Iowa is a state known for its fair-minded constituents who do not tend to sway towards one political party more than the other. Many were surprised that a Midwestern state beat out several coastal—and generally, more liberal—states in legalizing gay marriage but the unique political situation and good timing on the part of Lambda Legal made it a relatively swift and quiet decision.
The case of Iowa legalizing gay marriage was also made famous by the nineteen-year-old Zach Wahls and the speech he made in front of an Iowa legislative panel; the video later went viral on the internet and turned him into a temporary internet star. The all-around American is an engineering student, small business-owner, Eagle Scout and was raised by two mothers. He was motivated by the legal battle ensuing in his native Iowa but also by the (at the time) recent suicides of several LGBTQ teenagers. Whether he changed the minds of legislators cannot really be determined but, he did at least contradict the argument that same-sex couples are incapable of raising “normal” children. He closed his defense of same-sex marriage rights and the ability of same-sex couples to be good, successful parents by saying “the sexual orientation of my parents has had zero effect on the content of my character.” He may even continue to be an activist as he works diligently on a new book about his life as the son of a lesbian couple.
The Legal Process
The case of Varnum v. Brien started with six couples who, with the help of Lambda Legal, sued Recorder of Deeds, Timothy Brien for not granting them marriage licenses. In the lower court’s decision, the right of same-sex couples to marry was compared to related historical precedents that struck down slavery, segregation and recognized women’s rights. This court’s decision was then sent to the state’s Supreme Court. The state’s Supreme Court made a unanimous decision that the state law limiting marriage to one man and one woman was unconstitutional. “We are firmly convinced the exclusion of gay and lesbian people from the institution of civil marriage does not substantially further any important governmental objective,” the Supreme Court wrote.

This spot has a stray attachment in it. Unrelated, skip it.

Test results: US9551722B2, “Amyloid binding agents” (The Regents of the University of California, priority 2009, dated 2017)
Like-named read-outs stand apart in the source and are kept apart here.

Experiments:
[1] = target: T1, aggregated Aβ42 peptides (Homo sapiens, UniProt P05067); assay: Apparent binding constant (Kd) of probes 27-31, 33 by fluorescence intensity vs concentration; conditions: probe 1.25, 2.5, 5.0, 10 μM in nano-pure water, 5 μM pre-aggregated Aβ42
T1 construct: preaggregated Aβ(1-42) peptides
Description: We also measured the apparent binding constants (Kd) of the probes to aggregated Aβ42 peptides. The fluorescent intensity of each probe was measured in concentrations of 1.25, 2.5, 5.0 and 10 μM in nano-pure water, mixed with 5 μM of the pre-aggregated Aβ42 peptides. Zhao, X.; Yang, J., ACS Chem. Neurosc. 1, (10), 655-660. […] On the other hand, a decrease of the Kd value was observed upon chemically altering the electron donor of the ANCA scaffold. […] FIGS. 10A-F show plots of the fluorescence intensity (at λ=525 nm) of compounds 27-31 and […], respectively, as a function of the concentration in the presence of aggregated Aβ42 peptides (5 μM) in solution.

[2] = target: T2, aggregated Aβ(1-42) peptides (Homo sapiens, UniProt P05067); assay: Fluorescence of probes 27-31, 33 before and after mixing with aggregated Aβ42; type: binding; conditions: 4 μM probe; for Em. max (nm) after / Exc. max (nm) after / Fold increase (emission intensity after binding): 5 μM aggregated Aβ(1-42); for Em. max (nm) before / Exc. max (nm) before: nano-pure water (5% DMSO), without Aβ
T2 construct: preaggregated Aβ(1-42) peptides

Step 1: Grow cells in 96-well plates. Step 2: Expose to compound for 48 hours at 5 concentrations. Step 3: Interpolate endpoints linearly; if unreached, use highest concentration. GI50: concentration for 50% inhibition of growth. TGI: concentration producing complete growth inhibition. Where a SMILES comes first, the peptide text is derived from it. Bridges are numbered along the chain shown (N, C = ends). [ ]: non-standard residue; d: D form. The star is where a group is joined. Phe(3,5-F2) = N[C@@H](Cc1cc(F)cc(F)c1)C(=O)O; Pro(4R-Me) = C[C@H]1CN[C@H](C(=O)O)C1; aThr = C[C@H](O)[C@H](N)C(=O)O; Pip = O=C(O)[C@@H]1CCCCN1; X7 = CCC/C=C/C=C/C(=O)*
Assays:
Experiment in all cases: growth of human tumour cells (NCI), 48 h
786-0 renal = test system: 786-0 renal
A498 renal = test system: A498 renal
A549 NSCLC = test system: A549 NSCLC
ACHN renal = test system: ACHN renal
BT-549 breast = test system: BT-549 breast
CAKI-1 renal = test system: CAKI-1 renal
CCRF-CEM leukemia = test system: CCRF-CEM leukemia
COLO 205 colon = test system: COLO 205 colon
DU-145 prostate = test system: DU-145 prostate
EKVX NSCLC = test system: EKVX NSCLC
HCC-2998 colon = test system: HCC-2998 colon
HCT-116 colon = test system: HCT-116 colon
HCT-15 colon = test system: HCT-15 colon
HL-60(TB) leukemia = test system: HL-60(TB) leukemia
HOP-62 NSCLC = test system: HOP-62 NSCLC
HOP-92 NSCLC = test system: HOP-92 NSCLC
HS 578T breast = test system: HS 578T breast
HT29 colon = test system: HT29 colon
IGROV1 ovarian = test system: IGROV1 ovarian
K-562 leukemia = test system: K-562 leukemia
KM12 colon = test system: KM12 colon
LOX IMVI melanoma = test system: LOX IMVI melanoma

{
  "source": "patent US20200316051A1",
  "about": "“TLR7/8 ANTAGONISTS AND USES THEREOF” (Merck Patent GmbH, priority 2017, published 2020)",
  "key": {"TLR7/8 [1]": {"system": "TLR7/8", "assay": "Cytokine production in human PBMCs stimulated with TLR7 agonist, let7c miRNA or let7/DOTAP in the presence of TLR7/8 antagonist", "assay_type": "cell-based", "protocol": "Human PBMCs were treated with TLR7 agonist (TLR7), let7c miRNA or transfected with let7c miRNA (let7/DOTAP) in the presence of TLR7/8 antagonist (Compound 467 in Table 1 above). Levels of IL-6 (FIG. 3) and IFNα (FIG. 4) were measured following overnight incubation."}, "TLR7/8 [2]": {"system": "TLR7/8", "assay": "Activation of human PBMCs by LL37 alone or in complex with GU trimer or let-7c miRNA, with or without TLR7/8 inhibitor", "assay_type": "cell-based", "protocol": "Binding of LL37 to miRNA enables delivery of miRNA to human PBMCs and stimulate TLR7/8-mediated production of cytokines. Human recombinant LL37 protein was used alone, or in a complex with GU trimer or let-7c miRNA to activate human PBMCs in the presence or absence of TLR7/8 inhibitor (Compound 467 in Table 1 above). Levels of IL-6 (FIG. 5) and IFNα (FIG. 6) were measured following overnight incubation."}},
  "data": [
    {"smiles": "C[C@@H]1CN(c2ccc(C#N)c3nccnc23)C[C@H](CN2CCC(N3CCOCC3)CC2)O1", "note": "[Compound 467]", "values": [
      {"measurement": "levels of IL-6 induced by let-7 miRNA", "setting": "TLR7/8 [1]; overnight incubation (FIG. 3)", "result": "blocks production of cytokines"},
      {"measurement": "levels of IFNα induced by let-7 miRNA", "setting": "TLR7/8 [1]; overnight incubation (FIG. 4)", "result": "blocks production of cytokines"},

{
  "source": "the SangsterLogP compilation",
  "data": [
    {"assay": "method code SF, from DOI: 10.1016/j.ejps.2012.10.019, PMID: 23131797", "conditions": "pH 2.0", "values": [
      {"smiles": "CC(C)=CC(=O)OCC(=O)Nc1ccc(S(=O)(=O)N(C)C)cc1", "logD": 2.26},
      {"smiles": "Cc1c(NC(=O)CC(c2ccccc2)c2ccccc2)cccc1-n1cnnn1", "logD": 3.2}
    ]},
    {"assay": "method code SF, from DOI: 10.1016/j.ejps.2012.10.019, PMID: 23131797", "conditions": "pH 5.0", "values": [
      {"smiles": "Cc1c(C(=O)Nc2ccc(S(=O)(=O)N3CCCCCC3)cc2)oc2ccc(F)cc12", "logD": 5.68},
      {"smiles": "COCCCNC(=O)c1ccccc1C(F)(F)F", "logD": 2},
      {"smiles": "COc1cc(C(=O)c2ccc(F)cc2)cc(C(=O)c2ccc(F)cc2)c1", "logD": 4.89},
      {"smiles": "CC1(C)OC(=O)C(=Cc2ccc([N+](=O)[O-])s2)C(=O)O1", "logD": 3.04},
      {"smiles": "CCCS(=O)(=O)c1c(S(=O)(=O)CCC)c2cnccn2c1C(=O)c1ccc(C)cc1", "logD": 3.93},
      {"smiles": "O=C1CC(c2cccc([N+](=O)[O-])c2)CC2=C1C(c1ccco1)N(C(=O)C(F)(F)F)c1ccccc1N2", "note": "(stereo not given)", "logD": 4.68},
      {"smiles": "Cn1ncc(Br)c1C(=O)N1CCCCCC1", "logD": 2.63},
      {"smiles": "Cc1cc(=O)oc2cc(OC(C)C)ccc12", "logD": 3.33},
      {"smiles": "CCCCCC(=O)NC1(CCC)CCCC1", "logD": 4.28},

This made Iowa the third state to allow same-sex marriages; both chambers were Democrat-led at the time.
Citizens seemed rather surprised by the decision and opponents articulated intentions to oppose the law despite being unsure of how to do so. The only clear way (at the moment) to move forward with opposition would be via an amendment to the state Constitution which would take about two years, minimum. However, the defending attorney, John Sarcone, said his office will not ask for the case to be reconsidered.
What the Decision Means
The law itself is pretty standard compared to other state’s gay marriage laws. Residency is not a criterion for obtaining marriage licenses in Iowa so the state will likely become a hub for gay couples across the region to marry. Churches and religious groups and organizations are free to decide who they marry and civil unions seem to be left out of the legal writing entirely.
- Can same-sex couples marry in the state of Iowa? Yes.
- Can religious organizations deny services to same-sex couples who wish to marry? Yes.